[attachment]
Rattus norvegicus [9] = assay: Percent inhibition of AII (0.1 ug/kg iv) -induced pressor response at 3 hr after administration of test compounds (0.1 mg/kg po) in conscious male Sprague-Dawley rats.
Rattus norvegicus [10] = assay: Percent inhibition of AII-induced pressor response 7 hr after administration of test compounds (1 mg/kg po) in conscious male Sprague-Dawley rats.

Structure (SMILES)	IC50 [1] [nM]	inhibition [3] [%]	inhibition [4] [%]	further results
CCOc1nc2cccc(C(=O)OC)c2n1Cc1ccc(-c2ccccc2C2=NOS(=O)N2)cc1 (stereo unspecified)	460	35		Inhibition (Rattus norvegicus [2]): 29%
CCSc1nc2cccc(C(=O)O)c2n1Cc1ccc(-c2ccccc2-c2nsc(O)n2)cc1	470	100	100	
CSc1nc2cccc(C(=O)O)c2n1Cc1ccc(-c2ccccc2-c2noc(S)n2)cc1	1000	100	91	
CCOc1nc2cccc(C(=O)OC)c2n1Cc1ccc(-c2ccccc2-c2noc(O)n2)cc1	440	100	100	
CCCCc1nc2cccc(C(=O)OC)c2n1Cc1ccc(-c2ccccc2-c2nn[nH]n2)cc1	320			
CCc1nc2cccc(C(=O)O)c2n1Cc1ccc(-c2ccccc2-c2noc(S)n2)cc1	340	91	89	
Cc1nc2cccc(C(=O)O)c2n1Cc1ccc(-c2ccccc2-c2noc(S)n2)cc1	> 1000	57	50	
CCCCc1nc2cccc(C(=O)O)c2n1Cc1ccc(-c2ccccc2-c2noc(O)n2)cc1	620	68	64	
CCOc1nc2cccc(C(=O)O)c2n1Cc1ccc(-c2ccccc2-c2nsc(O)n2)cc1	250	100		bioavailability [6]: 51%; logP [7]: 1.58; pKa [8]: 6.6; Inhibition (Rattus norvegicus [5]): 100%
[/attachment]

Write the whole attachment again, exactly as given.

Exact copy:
Rattus norvegicus [9] = assay: Percent inhibition of AII (0.1 ug/kg iv) -induced pressor response at 3 hr after administration of test compounds (0.1 mg/kg po) in conscious male Sprague-Dawley rats.
Rattus norvegicus [10] = assay: Percent inhibition of AII-induced pressor response 7 hr after administration of test compounds (1 mg/kg po) in conscious male Sprague-Dawley rats.

Structure (SMILES)	IC50 [1] [nM]	inhibition [3] [%]	inhibition [4] [%]	further results
CCOc1nc2cccc(C(=O)OC)c2n1Cc1ccc(-c2ccccc2C2=NOS(=O)N2)cc1 (stereo unspecified)	460	35		Inhibition (Rattus norvegicus [2]): 29%
CCSc1nc2cccc(C(=O)O)c2n1Cc1ccc(-c2ccccc2-c2nsc(O)n2)cc1	470	100	100	
CSc1nc2cccc(C(=O)O)c2n1Cc1ccc(-c2ccccc2-c2noc(S)n2)cc1	1000	100	91	
CCOc1nc2cccc(C(=O)OC)c2n1Cc1ccc(-c2ccccc2-c2noc(O)n2)cc1	440	100	100	
CCCCc1nc2cccc(C(=O)OC)c2n1Cc1ccc(-c2ccccc2-c2nn[nH]n2)cc1	320			
CCc1nc2cccc(C(=O)O)c2n1Cc1ccc(-c2ccccc2-c2noc(S)n2)cc1	340	91	89	
Cc1nc2cccc(C(=O)O)c2n1Cc1ccc(-c2ccccc2-c2noc(S)n2)cc1	> 1000	57	50	
CCCCc1nc2cccc(C(=O)O)c2n1Cc1ccc(-c2ccccc2-c2noc(O)n2)cc1	620	68	64	
CCOc1nc2cccc(C(=O)O)c2n1Cc1ccc(-c2ccccc2-c2nsc(O)n2)cc1	250	100		bioavailability [6]: 51%; logP [7]: 1.58; pKa [8]: 6.6; Inhibition (Rattus norvegicus [5]): 100%